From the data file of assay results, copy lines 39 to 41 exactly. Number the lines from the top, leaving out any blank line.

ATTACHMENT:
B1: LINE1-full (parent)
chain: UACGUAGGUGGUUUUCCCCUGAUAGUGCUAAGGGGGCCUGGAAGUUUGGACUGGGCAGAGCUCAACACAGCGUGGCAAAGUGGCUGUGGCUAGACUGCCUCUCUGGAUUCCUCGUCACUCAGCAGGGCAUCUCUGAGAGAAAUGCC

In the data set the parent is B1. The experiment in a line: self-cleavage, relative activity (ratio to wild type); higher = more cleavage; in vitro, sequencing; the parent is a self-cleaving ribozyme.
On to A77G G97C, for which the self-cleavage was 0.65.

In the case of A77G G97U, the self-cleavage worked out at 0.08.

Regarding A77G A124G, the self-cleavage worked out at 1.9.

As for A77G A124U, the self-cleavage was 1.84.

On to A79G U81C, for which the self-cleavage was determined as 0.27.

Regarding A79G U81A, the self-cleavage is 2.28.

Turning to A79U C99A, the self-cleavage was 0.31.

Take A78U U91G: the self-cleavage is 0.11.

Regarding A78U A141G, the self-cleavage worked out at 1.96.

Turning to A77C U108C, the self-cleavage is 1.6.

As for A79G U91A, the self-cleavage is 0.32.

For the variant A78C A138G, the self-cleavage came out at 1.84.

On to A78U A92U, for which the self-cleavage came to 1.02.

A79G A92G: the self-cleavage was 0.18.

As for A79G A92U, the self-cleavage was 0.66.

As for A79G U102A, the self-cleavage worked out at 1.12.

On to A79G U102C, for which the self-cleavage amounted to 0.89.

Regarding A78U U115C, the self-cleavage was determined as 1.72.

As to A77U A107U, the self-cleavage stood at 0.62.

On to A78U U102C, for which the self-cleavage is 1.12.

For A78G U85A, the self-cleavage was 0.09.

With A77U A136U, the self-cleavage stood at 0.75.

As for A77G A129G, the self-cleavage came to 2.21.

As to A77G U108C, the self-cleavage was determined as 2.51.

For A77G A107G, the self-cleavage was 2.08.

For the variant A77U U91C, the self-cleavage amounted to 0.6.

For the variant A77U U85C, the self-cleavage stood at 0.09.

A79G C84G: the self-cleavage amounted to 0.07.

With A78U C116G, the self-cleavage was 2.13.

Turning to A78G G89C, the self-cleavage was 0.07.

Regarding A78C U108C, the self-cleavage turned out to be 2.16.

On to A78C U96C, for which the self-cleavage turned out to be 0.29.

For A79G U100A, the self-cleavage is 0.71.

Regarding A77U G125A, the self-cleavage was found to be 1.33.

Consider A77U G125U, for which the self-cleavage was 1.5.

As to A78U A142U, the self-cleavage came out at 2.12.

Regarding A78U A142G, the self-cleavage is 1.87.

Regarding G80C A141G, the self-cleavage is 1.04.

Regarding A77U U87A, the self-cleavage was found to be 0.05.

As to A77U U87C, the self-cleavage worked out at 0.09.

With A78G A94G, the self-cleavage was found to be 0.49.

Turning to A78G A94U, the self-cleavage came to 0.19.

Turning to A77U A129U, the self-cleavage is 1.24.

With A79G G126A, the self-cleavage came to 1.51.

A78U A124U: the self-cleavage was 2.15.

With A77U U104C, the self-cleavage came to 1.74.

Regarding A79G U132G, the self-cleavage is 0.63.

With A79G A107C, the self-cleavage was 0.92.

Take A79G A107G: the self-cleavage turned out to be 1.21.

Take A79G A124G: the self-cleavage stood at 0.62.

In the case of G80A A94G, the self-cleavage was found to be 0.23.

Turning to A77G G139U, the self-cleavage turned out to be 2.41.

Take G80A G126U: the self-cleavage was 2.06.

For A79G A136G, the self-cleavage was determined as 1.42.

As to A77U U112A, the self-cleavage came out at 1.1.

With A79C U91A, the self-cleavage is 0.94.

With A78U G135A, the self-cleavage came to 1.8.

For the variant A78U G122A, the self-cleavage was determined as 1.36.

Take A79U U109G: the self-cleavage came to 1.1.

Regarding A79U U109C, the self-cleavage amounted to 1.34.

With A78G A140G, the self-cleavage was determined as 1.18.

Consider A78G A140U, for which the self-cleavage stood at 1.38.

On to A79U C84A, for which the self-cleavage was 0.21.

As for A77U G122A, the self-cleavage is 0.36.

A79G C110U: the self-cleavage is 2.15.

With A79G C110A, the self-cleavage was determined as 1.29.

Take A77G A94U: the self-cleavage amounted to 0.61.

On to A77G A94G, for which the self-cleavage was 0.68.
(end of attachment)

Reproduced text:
As to A78U A142U, the self-cleavage came out at 2.12.

Regarding A78U A142G, the self-cleavage is 1.87.

Regarding G80C A141G, the self-cleavage is 1.04.